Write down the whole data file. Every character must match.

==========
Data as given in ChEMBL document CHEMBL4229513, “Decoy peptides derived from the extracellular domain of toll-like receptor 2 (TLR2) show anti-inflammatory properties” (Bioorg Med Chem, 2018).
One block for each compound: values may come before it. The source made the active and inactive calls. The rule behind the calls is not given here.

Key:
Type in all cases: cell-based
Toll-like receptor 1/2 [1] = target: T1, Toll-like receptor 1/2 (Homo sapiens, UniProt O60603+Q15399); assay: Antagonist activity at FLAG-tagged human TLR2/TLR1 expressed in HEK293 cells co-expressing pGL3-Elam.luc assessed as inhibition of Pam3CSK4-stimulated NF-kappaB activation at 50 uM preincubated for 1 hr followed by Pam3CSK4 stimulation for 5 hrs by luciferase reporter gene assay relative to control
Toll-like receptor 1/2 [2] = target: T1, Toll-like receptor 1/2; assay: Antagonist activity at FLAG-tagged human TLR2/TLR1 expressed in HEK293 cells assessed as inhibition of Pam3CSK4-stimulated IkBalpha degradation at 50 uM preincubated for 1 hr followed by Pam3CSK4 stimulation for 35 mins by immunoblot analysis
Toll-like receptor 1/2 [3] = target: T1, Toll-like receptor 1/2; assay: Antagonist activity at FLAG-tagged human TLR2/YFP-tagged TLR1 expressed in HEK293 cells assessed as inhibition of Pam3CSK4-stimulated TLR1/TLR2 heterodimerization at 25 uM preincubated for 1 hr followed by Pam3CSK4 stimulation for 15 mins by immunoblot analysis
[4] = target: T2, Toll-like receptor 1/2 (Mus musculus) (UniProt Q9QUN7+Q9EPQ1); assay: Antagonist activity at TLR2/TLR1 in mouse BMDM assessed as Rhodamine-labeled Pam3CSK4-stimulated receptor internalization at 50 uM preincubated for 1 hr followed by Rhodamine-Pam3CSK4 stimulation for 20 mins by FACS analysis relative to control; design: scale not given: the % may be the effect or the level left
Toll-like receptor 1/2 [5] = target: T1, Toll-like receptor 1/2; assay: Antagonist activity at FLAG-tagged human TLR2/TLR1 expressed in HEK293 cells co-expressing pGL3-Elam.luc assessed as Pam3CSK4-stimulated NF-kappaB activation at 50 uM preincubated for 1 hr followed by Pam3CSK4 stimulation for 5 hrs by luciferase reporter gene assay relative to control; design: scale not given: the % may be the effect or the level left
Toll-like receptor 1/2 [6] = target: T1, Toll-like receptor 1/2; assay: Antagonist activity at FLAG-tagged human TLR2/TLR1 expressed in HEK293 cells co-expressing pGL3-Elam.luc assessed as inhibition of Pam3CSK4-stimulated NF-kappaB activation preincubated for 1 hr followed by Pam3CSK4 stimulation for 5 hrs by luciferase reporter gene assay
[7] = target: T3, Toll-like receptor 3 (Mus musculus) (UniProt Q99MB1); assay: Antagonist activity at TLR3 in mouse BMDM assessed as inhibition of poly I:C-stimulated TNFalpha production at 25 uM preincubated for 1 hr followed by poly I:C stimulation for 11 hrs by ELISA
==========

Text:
Data as given in ChEMBL document CHEMBL4229513, “Decoy peptides derived from the extracellular domain of toll-like receptor 2 (TLR2) show anti-inflammatory properties” (Bioorg Med Chem, 2018).
One block for each compound: values may come before it. The source made the active and inactive calls. The rule behind the calls is not given here.

Key:
Type in all cases: cell-based
Toll-like receptor 1/2 [1] = target: T1, Toll-like receptor 1/2 (Homo sapiens, UniProt O60603+Q15399); assay: Antagonist activity at FLAG-tagged human TLR2/TLR1 expressed in HEK293 cells co-expressing pGL3-Elam.luc assessed as inhibition of Pam3CSK4-stimulated NF-kappaB activation at 50 uM preincubated for 1 hr followed by Pam3CSK4 stimulation for 5 hrs by luciferase reporter gene assay relative to control
Toll-like receptor 1/2 [2] = target: T1, Toll-like receptor 1/2; assay: Antagonist activity at FLAG-tagged human TLR2/TLR1 expressed in HEK293 cells assessed as inhibition of Pam3CSK4-stimulated IkBalpha degradation at 50 uM preincubated for 1 hr followed by Pam3CSK4 stimulation for 35 mins by immunoblot analysis
Toll-like receptor 1/2 [3] = target: T1, Toll-like receptor 1/2; assay: Antagonist activity at FLAG-tagged human TLR2/YFP-tagged TLR1 expressed in HEK293 cells assessed as inhibition of Pam3CSK4-stimulated TLR1/TLR2 heterodimerization at 25 uM preincubated for 1 hr followed by Pam3CSK4 stimulation for 15 mins by immunoblot analysis
[4] = target: T2, Toll-like receptor 1/2 (Mus musculus) (UniProt Q9QUN7+Q9EPQ1); assay: Antagonist activity at TLR2/TLR1 in mouse BMDM assessed as Rhodamine-labeled Pam3CSK4-stimulated receptor internalization at 50 uM preincubated for 1 hr followed by Rhodamine-Pam3CSK4 stimulation for 20 mins by FACS analysis relative to control; design: scale not given: the % may be the effect or the level left
Toll-like receptor 1/2 [5] = target: T1, Toll-like receptor 1/2; assay: Antagonist activity at FLAG-tagged human TLR2/TLR1 expressed in HEK293 cells co-expressing pGL3-Elam.luc assessed as Pam3CSK4-stimulated NF-kappaB activation at 50 uM preincubated for 1 hr followed by Pam3CSK4 stimulation for 5 hrs by luciferase reporter gene assay relative to control; design: scale not given: the % may be the effect or the level left
Toll-like receptor 1/2 [6] = target: T1, Toll-like receptor 1/2; assay: Antagonist activity at FLAG-tagged human TLR2/TLR1 expressed in HEK293 cells co-expressing pGL3-Elam.luc assessed as inhibition of Pam3CSK4-stimulated NF-kappaB activation preincubated for 1 hr followed by Pam3CSK4 stimulation for 5 hrs by luciferase reporter gene assay
[7] = target: T3, Toll-like receptor 3 (Mus musculus) (UniProt Q99MB1); assay: Antagonist activity at TLR3 in mouse BMDM assessed as inhibition of poly I:C-stimulated TNFalpha production at 25 uM preincubated for 1 hr followed by poly I:C stimulation for 11 hrs by ELISA